By Sara Karlovitch
Thousands of people lined the streets of Chinatown for Washington’s annual Chinese New Year parade Feb. 18. This year was in celebration of the Year of the Dog.
The parade is an annual event that has taken place in D.C. for over 75 years. It draws people of all ages and all ethnic backgrounds for an afternoon of culture and celebration. The parade includes a colorful display of dragon dancers, local Chinese schools, pageant winners, veterans, and fortune cookies and candy for kids.
The parade is an annual tradition for many. Andrew Chin, 43, grew up in Chinatown. His family owned a Chinese grocery store in the area and he has been attending the parade on a yearly basis.
“It’s just a tradition and every year Chinatown gets smaller” Chin said. “So it’s very important that you know, this continues … I’m just going to be a part of it.”
For some, the 2018 parade was the first time they celebrated Chinese New Year in the District. Jennifer Tran, 29, has been living in the city for a year. She has celebrated the Lunar New Year in the other cities she’s lived in.
“This is the first time we’ve been to the parade, but we really liked it,” Tran said. “It’s nice to be able to celebrate, you know, traditions that you did when you were a kid.”
The parade serves as a way for people to connect to their family and culture, even when they can’t go home for the celebration. Embassies and other outreached buildings have created a unique demographic for Washington. Many of the people who work the buildings cannot go home for the holiday.
Yao Hsiao, 33, has been living in the city for three years. She is originally from Taiwan and works in the representative office for the region here. She said she misses her family but “it’s exciting to celebrate with so many people. And also introduce our cultural with people here in D.C.”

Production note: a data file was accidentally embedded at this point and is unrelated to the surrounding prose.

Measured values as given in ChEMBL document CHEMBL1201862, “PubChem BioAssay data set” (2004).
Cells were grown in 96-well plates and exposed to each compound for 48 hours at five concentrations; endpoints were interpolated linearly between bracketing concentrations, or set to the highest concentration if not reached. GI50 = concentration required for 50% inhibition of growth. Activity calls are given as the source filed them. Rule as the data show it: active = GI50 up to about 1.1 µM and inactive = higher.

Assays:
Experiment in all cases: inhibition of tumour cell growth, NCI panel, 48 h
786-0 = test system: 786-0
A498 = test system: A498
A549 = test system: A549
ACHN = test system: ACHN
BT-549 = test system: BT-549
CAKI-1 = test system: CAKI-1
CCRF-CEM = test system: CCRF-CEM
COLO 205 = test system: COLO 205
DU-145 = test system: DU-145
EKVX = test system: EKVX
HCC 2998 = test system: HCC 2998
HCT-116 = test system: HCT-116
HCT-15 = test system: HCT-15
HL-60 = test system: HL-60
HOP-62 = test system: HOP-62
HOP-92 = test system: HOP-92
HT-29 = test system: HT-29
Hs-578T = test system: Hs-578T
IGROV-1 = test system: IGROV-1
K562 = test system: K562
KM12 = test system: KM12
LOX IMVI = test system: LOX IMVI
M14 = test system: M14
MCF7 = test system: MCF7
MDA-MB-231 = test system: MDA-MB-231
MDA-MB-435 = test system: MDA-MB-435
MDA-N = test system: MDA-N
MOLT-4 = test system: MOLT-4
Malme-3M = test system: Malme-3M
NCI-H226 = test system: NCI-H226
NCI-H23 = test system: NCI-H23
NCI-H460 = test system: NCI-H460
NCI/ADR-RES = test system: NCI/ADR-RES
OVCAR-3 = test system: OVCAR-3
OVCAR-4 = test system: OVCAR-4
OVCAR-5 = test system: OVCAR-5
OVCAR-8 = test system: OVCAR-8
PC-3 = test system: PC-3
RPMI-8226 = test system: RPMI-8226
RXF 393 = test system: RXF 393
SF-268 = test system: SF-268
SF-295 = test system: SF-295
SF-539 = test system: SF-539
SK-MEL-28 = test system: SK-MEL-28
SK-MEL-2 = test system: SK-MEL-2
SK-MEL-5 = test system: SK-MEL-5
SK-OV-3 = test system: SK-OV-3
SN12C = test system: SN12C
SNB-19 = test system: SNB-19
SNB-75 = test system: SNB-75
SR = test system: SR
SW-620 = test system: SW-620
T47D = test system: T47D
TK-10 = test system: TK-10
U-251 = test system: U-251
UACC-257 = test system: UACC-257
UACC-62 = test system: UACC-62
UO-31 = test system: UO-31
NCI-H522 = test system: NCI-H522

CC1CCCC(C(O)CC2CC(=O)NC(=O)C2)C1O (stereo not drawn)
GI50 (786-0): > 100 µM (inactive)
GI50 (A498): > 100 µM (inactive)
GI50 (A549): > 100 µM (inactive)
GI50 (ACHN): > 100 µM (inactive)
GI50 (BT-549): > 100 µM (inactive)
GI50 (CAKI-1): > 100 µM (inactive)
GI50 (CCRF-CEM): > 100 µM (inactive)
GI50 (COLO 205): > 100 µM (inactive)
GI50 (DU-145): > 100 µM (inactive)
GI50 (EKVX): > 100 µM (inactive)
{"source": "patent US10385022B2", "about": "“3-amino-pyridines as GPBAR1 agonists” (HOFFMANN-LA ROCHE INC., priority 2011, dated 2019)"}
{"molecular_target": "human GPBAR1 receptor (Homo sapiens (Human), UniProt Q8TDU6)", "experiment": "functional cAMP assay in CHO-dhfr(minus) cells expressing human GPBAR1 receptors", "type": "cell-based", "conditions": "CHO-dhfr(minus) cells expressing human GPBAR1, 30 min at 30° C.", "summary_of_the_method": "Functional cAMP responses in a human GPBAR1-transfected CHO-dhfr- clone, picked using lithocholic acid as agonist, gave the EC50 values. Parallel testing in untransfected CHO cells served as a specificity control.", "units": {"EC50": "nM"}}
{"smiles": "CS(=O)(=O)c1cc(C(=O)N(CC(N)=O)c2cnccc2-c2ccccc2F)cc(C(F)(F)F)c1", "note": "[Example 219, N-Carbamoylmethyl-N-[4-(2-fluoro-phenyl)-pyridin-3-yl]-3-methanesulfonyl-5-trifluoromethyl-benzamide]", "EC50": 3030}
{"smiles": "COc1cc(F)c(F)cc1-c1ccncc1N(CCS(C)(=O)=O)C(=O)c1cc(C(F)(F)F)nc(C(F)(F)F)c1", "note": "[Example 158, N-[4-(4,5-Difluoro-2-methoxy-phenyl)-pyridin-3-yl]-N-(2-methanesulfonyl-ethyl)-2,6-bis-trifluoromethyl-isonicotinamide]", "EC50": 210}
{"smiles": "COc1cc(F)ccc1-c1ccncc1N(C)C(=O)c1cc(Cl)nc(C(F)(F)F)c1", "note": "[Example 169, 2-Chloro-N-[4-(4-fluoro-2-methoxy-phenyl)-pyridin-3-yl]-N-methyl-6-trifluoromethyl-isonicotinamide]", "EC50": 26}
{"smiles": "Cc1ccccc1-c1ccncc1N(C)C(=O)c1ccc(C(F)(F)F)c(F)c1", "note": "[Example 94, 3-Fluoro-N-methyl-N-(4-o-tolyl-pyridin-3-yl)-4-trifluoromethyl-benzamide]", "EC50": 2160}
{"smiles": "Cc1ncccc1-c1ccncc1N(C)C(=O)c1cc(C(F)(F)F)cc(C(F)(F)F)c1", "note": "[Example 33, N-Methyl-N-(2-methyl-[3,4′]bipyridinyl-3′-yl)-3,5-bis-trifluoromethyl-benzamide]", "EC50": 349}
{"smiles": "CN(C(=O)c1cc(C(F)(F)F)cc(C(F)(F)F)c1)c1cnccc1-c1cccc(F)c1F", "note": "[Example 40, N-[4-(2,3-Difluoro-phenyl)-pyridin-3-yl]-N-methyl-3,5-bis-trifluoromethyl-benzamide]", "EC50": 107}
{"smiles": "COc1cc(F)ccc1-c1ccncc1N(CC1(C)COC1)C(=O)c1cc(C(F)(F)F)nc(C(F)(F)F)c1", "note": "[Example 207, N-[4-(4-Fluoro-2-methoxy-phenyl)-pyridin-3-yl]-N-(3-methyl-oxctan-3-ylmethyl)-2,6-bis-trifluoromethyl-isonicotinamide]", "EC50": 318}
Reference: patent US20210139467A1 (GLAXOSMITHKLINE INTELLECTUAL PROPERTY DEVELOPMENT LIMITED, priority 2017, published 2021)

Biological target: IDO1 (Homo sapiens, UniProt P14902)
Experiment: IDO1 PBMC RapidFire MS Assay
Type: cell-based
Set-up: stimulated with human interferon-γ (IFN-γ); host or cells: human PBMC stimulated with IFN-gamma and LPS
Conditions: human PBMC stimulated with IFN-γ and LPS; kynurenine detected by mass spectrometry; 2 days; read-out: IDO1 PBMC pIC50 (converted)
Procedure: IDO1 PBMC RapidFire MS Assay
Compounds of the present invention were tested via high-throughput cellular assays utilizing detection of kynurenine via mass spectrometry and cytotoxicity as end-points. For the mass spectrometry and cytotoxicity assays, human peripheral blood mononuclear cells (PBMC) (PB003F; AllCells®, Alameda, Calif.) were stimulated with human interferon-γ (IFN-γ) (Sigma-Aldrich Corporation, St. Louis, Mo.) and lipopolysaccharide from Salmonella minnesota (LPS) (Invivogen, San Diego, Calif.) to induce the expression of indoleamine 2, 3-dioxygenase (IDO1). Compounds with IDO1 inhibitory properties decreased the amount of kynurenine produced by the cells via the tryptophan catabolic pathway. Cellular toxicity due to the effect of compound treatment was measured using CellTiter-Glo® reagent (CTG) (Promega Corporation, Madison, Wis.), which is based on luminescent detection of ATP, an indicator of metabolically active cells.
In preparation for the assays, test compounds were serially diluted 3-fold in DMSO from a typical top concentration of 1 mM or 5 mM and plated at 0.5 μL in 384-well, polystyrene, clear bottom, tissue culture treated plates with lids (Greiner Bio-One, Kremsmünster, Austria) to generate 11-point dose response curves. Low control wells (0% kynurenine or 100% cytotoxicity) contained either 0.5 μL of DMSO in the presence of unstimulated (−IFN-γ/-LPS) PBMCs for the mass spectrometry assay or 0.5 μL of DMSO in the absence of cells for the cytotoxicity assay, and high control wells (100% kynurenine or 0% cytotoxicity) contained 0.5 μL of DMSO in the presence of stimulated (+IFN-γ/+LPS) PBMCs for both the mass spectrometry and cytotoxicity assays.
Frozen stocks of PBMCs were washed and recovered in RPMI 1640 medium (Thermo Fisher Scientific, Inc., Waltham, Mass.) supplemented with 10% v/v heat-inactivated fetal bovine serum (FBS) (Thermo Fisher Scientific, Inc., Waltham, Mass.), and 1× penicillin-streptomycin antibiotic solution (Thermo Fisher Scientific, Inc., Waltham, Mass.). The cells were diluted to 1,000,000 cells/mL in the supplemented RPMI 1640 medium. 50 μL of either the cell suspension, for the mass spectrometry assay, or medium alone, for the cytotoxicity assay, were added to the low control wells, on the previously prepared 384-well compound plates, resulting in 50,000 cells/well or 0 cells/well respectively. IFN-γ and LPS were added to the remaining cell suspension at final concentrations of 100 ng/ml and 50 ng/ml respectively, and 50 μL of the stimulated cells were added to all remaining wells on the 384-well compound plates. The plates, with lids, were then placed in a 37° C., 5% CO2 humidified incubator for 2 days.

For some, Chinatown itself represents something more, a connection to culture and home they wouldn’t have otherwise.
Linda On, 50, came to Washington from Hong Kong over 40 years ago. She now lives in Silver Spring, Maryland. She would perform Chinese folk dances in the parade, but now acts as a volunteer. Her children are now active participants in the parade.
“Reminded me of home, culture … how we normally celebrated back in China. We got a Chinatown that is close enough to where I could still experience that normally,” On said. “Otherwise, if you live too far out, we just don’t. So it really brings me back home.”
Featured Photo Credit: On February 18, 2018 a dragon marches in the Chinese New Year parade in Chinatown. (Lisa Woolfson/Bloc Photographer)
Sara Karlovitch is a sophomore journalism and government and politics major and can be reached at firstname.lastname@example.org.
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